AI-enabled emergency response is riding a wave of success

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It has been an exciting time for Danish tech company Corti, first winning a prestigious award and then landing a large contract in Sweden. Now, one of the founders is calling for a focus on attracting talent. 

As one of Denmark’s most famous AI companies, Corti has in recent weeks bounced from one success to another, having received the Future Unicorn Prize, a significant contract and lots of media coverage.

The Copenhagen-based company has tested and developed AI solutions to help emergency centres make quick and accurate decisions when they receive emergency calls from people who might be experiencing heart problems.

Corti’s AI can listen to calls, recognise patterns and symptoms, and advise on what should be done to help, thus improving the chance of survival. When dealing with a heart attack time is the enemy, and precious seconds can’t be wasted on making wrong decisions.

Potential for growth

While the company was running projects in the Copenhagen area, it attracted attention from New Scientist magazine and other media outlets. They made headlines again when they were named the most likely future Unicorn by pan-European trade union Digital Europe, a prize for the company in Europe that has the highest chance of reaching a valuation of a billion dollars in the coming years.

Thirteen other European companies, including the Danish AI company 2021.ai, were nominated for the award. Andreas Cleve, CEO of Corti said of the Danish AI sector:

“Denmark was strongly represented with two companies, and I hope that we can use it as a starting point to attract investments in our AI community so that it is not only this year where we are represented with two companies. But it will not be easy, because we have to engage actively in cutting edge technology if we will continue to fight above our weight class.”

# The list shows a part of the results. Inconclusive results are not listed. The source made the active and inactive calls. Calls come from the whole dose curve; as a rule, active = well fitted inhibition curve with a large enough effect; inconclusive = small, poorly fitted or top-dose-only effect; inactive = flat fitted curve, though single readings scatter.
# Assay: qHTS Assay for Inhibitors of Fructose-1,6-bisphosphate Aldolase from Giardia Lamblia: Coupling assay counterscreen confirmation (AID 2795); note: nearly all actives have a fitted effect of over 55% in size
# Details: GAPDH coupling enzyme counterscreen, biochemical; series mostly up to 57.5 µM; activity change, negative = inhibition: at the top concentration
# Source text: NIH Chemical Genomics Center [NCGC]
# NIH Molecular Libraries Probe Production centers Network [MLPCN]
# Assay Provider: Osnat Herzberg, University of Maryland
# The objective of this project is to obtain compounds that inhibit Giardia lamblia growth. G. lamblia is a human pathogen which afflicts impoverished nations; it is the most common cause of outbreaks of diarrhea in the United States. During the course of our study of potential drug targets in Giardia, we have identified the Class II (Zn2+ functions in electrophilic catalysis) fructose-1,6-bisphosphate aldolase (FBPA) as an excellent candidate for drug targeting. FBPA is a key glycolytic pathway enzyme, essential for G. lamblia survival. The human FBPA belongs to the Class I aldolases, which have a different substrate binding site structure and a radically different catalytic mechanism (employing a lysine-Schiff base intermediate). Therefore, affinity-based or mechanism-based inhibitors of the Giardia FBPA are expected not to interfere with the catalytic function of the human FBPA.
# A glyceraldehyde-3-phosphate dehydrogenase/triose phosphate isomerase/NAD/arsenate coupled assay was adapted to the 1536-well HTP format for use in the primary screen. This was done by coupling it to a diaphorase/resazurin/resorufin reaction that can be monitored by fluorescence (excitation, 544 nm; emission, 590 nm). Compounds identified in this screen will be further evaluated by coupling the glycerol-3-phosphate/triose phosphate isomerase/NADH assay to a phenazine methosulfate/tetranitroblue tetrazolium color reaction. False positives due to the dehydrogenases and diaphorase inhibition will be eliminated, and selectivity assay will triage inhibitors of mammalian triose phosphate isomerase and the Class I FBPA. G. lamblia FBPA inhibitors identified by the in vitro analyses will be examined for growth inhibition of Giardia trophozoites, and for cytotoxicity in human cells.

With 40 employees representing 16 nationalities at Corti, Cleve points to the need to attract foreign talent and make the hiring process less bureaucratic if Denmark is to accommodate unicorn-sized companies. Because of the company is to scale up to Unicorn level, a lot of new employees must be hired.

“Companies that have global potential must think about scaling from Denmark. Here, we must create conditions that will compensate for the small domestic market and a small population base to find talent. We already feel the need to attract foreign labour at Corti. “

 All of Sweden’s emergency calls will go through Corti

Shortly after Corti won the Future Unicorn Prize, the company was able to announce that the Swedish emergency call centre operator had purchased the system for all of Sweden. Corti will begin integrating the system in all Swedish emergency call centres this summer.

“This is the first time a country is rolling out an AI solution across its entire healthcare system. We believe the order will create a surge through healthcare sectors globally because it shows that Corti can generate value for the largest organisations. We already have activities in several places in Europe, Australia and the United States, which we look forward to unveiling, “says Andreas Cleve.

State of Danish AI is okay, but…

If the current trend of Danish success in AI is to continue, Denmark needs to rethink its approach to AI, Cleve believes, stating:

“On the one hand, we have the universities trying to take on the task and increase the amount of skilled labour, but if we are to reach critical mass in Denmark, we must have more engaged businesses and politicians. Already today, we see neighbouring countries that invest massively in their AI environments. In Sweden, for example, the business community has been able to participate and invest much more in AI projects, which in turn can help to retain talent and attract new talent. We also need that in Denmark.”

Using artificial intelligence to analyse emergency calls has led to a significant increase incorrect diagnoses in the Copenhagen metropolitan area, where the staff of the emergency centre has identified 10 per cent more cardiac arrests, leading to better chances of survival.